North Korea's Home-Grown Android Phone Is Incredibly Underwhelming

A Wi-Fi and 3G phone for a country with no Internet. Oh, and it has a 1 megapixel camera.

An upside to living in the most isolated and repressed society on the planet is that "unplugging" is never a problem. North Korea has no Internet access whatsoever, only a country-wide intranet plus about 2 million 3G subscribers (who face censorship and service cuts).

However, North Korea does have some examples of home-built digital gadgets, customized for its very special market. There is an Android tablet, for example, that comes with no Wi-Fi but does have a copy of Angry Birds.

Now, the blog Tech in Asia reports on North Korea's homemade smartphone handset, the Arirang. It runs Android 4.1, supports both 3G and Wi-Fi, and boasts a 4.2-inch HD touchscreen, a 4-core processor, and a 1 MP camera.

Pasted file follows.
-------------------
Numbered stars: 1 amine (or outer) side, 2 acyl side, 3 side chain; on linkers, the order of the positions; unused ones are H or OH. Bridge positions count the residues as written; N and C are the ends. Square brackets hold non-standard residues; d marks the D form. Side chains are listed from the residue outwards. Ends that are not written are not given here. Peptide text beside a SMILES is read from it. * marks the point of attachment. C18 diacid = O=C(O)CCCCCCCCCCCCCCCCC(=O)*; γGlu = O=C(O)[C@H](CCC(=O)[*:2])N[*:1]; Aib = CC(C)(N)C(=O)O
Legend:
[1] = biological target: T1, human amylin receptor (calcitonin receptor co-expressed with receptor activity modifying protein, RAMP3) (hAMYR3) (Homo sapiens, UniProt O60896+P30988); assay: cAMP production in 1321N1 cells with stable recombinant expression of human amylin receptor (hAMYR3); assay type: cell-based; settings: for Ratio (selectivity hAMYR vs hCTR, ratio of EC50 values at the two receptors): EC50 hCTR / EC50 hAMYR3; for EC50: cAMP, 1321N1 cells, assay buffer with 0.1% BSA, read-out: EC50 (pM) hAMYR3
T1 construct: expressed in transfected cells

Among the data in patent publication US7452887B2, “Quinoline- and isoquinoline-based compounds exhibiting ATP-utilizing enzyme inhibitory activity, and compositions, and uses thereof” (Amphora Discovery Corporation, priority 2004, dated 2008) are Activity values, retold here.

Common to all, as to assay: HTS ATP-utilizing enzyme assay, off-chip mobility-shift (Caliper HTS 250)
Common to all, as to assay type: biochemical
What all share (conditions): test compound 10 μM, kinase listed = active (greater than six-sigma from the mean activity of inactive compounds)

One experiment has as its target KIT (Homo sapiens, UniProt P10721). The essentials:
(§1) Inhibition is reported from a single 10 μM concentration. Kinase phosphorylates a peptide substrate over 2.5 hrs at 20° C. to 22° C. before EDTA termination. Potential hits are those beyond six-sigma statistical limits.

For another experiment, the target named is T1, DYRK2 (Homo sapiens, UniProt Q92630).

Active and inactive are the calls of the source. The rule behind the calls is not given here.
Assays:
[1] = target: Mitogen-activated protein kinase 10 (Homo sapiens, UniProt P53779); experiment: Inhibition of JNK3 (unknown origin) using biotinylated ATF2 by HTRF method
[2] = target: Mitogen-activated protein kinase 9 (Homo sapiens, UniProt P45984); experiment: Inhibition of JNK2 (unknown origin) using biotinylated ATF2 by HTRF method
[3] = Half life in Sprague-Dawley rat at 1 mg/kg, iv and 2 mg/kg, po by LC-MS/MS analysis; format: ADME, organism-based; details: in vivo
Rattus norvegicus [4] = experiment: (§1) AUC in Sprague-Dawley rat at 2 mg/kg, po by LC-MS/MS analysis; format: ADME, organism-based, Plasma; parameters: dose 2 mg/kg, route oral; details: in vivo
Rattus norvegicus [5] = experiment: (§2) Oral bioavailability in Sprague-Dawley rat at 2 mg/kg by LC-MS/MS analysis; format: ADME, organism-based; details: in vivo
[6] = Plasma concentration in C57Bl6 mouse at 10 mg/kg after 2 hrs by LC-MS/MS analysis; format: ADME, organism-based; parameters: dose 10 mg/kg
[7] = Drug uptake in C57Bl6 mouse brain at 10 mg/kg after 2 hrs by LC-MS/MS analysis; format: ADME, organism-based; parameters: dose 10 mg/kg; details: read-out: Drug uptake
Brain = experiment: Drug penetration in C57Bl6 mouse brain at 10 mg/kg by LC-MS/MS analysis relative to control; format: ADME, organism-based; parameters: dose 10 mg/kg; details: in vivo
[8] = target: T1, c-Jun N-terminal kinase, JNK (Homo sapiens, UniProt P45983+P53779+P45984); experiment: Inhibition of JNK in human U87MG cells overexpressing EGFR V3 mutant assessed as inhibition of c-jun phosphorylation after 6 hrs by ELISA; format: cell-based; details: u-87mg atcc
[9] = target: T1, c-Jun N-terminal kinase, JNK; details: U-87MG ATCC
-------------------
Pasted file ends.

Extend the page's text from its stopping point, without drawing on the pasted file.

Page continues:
You read that right: A one megapixel camera. By way of comparison, the Samsung Galaxy S4 has a 13 megapixel camera and the iPhone 5 has 8 megapixels. The puny camera is of special interest as North Korea watchers try to figure out whether the handset is really made in North Korea or just re-assembled and reboxed Chinese goods, an indirect signal of the country's economic condition. Some take for granted that Chinese factories would disdain to make such a poor quality product.

Apparently Kim Jong-un, North Korea's dictator, especially praised the camera on his tour of the factory where the Arirang is produced. Either he's not aware of prevailing specs in the industry, or he is happy with such poor-quality images. North Korean cell subscribers will have a hard time getting any clear pictures to the outside world.

[Image: Flickr user Stephan Ridgway]

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